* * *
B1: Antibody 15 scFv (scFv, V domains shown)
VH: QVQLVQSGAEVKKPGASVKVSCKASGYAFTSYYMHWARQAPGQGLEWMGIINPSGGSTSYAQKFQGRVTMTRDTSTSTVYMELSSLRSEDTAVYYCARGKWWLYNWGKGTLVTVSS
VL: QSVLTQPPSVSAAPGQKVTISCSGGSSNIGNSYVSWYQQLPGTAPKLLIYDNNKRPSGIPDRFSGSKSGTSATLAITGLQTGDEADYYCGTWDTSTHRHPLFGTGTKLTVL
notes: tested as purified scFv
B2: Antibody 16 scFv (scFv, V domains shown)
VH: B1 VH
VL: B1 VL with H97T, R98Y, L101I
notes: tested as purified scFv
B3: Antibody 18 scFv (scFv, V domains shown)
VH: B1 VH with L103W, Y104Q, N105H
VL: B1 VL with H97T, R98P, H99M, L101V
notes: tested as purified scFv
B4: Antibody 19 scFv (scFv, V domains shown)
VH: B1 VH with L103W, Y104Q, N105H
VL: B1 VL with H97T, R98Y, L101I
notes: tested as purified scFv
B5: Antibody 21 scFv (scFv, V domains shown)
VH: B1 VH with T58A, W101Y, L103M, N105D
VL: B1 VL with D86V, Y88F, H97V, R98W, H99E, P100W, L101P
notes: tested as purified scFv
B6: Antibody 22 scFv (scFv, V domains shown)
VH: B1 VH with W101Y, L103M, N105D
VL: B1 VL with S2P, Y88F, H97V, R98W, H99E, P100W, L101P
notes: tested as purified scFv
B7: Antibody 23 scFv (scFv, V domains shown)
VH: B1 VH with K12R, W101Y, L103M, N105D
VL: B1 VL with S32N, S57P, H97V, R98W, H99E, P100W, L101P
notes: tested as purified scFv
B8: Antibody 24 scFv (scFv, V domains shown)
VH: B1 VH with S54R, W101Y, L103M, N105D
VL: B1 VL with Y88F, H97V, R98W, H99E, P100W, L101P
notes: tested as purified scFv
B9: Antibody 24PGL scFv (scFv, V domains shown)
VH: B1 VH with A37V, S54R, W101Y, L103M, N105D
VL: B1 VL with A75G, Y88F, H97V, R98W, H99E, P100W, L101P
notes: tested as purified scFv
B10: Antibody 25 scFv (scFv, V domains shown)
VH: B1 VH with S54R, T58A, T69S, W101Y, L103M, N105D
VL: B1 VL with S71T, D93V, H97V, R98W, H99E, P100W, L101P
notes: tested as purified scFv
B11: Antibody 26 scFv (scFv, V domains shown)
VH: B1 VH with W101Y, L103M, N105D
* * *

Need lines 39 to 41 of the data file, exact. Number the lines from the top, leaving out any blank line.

VL: B1 VL with S71T, D93V, H97V, R98W, H99E, P100W, L101P
notes: tested as purified scFv
B11: Antibody 26 scFv (scFv, V domains shown)